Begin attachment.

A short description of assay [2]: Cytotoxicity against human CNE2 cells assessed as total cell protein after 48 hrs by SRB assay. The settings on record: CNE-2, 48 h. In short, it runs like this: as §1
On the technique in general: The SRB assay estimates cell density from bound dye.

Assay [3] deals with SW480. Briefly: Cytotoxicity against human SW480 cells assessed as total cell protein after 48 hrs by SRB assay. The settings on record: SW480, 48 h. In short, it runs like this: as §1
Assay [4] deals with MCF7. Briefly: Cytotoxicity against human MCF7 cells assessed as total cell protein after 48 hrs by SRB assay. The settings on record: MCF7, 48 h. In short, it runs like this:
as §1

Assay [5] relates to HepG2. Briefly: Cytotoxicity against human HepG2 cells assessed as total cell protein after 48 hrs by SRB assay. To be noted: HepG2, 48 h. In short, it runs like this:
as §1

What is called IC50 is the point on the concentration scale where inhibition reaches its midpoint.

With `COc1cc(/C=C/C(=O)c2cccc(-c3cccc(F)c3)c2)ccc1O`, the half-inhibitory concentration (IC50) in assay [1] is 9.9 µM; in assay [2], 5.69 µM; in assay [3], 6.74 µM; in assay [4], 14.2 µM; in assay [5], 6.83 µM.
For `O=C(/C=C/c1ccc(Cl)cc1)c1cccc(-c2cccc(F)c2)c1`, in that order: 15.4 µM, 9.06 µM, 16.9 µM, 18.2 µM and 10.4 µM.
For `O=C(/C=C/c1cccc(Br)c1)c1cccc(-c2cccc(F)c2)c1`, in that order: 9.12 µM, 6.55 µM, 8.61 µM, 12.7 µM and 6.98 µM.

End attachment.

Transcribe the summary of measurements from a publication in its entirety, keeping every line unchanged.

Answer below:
A short description of assay [2]: Cytotoxicity against human CNE2 cells assessed as total cell protein after 48 hrs by SRB assay. The settings on record: CNE-2, 48 h. In short, it runs like this: as §1
On the technique in general: The SRB assay estimates cell density from bound dye.

Assay [3] deals with SW480. Briefly: Cytotoxicity against human SW480 cells assessed as total cell protein after 48 hrs by SRB assay. The settings on record: SW480, 48 h. In short, it runs like this: as §1
Assay [4] deals with MCF7. Briefly: Cytotoxicity against human MCF7 cells assessed as total cell protein after 48 hrs by SRB assay. The settings on record: MCF7, 48 h. In short, it runs like this:
as §1

Assay [5] relates to HepG2. Briefly: Cytotoxicity against human HepG2 cells assessed as total cell protein after 48 hrs by SRB assay. To be noted: HepG2, 48 h. In short, it runs like this:
as §1

What is called IC50 is the point on the concentration scale where inhibition reaches its midpoint.

With `COc1cc(/C=C/C(=O)c2cccc(-c3cccc(F)c3)c2)ccc1O`, the half-inhibitory concentration (IC50) in assay [1] is 9.9 µM; in assay [2], 5.69 µM; in assay [3], 6.74 µM; in assay [4], 14.2 µM; in assay [5], 6.83 µM.
For `O=C(/C=C/c1ccc(Cl)cc1)c1cccc(-c2cccc(F)c2)c1`, in that order: 15.4 µM, 9.06 µM, 16.9 µM, 18.2 µM and 10.4 µM.
For `O=C(/C=C/c1cccc(Br)c1)c1cccc(-c2cccc(F)c2)c1`, in that order: 9.12 µM, 6.55 µM, 8.61 µM, 12.7 µM and 6.98 µM.